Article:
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Hank Mobley

Robert Spencer By

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He'd write some different, alternate changes, and they —Horace Silver
In the Unsung Hero business some are more unsung than others, and Hank Mobley ranks with the most surpassingly unsung. But this is no distinction; it is a tragedy. Miles Davis dissed him, John Coltrane and Sonny Rollins overshadowed him, and the avant-garde and fusion cast him into penniless obscurity. By the time he died in 1986 at the age of 55, he was largely forgotten. But who knows? If the great Hidden Hand had sent him into the world in 1910 instead of 1930, he might be recognized today as one of the all-time giants of the tenor saxophone. Certainly in 1999 he deserves another look.

Hank Mobley played a sweet tenor. He could play - and often played - r&b-tinged jazz; indeed, along with trumpeter Lee Morgan he became one of the foremost practitioners of this paleo-fusion in the Fifties and Sixties. But he was not a hooting, booting, keening, screaming r&b artist. Instead, he built his solos with an easygoing inexorability, building idea upon idea until the listening found himself, all unaware, transported to realms that lesser players could only dream of reaching, no matter how much they screamed.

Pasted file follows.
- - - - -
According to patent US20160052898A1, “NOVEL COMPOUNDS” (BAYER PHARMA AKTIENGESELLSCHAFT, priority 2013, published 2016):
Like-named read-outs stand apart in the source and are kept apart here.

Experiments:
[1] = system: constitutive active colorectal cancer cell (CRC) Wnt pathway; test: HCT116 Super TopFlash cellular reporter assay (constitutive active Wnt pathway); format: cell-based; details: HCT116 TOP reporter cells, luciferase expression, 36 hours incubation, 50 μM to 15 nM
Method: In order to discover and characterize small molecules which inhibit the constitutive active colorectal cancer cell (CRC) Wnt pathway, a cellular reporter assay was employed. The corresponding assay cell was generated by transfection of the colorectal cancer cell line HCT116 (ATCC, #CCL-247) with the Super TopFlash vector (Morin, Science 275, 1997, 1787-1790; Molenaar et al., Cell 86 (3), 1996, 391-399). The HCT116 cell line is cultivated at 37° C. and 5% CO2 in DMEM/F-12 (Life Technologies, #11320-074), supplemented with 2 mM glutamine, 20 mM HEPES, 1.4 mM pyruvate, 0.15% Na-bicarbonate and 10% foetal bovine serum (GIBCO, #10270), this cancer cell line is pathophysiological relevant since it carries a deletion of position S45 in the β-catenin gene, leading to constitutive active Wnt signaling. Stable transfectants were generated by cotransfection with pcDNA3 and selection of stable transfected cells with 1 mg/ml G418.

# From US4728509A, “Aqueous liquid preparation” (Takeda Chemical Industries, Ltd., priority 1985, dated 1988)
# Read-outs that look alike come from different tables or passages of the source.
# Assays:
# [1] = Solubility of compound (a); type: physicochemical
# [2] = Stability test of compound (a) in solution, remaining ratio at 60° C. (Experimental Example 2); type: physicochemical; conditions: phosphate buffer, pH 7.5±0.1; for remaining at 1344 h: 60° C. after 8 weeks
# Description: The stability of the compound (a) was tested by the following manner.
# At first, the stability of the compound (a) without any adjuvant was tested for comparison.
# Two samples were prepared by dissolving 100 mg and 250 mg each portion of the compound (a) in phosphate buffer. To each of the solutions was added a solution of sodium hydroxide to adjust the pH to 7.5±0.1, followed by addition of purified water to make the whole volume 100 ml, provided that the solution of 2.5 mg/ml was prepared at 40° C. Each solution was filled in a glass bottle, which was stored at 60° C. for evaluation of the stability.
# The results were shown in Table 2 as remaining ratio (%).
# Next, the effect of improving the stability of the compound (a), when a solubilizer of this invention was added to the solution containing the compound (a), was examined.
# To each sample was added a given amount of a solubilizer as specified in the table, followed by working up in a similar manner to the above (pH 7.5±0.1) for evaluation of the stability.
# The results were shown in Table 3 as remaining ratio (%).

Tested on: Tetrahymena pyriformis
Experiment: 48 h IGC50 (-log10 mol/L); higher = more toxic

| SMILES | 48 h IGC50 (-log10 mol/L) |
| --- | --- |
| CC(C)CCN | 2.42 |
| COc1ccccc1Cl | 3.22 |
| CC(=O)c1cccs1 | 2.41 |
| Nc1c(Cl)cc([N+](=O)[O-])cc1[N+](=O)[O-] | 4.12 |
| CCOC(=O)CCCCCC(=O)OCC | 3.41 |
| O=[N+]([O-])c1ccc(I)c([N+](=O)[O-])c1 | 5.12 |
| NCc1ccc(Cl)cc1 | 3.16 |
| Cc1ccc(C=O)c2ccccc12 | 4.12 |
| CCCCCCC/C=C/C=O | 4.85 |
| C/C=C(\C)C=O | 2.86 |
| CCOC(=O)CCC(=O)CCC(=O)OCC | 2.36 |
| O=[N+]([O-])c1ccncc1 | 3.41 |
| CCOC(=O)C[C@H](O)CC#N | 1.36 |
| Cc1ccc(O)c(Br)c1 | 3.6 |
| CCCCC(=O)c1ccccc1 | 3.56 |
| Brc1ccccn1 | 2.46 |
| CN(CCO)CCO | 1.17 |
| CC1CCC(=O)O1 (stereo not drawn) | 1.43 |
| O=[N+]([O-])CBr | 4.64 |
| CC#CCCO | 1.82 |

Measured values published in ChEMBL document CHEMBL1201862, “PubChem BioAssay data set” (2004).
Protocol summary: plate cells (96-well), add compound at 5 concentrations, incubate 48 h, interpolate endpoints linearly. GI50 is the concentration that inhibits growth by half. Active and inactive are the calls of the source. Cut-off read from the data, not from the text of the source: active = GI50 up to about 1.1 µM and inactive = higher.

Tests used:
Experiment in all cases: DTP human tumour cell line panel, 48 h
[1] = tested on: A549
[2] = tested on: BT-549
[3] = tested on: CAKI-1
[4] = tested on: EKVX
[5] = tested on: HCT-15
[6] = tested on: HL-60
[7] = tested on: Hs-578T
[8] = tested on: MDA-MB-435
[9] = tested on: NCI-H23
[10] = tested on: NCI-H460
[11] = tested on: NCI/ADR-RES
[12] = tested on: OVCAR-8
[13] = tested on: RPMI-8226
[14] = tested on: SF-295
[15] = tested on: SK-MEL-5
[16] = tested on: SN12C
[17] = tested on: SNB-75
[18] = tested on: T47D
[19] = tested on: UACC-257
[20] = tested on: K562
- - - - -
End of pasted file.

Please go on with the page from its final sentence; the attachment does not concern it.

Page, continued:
The musicians knew. Mobley was so often in the company of titans that it's a wonder that he wasn't recognized as their peer. He played with Max Roach in the early Fifties, as well as Tadd Dameron, Dizzy Gillespie, Horace Silver, Art Blakey, Miles Davis, Lee Morgan, Kenny Dorham, and Elvin Jones. But Sonny Rollins owned the Fifties and John Coltrane quickly claimed the Sixties. By the time jazz was breaking up in the late Sixties Mobley was as confused as everyone else, and was recording shallow, perfunctory versions of pop hits in an unsuccessful attempt to recapture an audience.

But before that, although largely unnoticed, he was golden. He recorded one of the greatest jazz albums ever, Soul Station. He held his own with Coltrane (and Zoot Sims and Al Cohn) on Tenor Conclave. He compiled a body of work that deserves the notice of anyone who loves jazz today.

If you like Josh Redman, or Javon Jackson, or Branford, any reedman who's ever played with Wynton, check out Hank Mobley, the daddy of them all.


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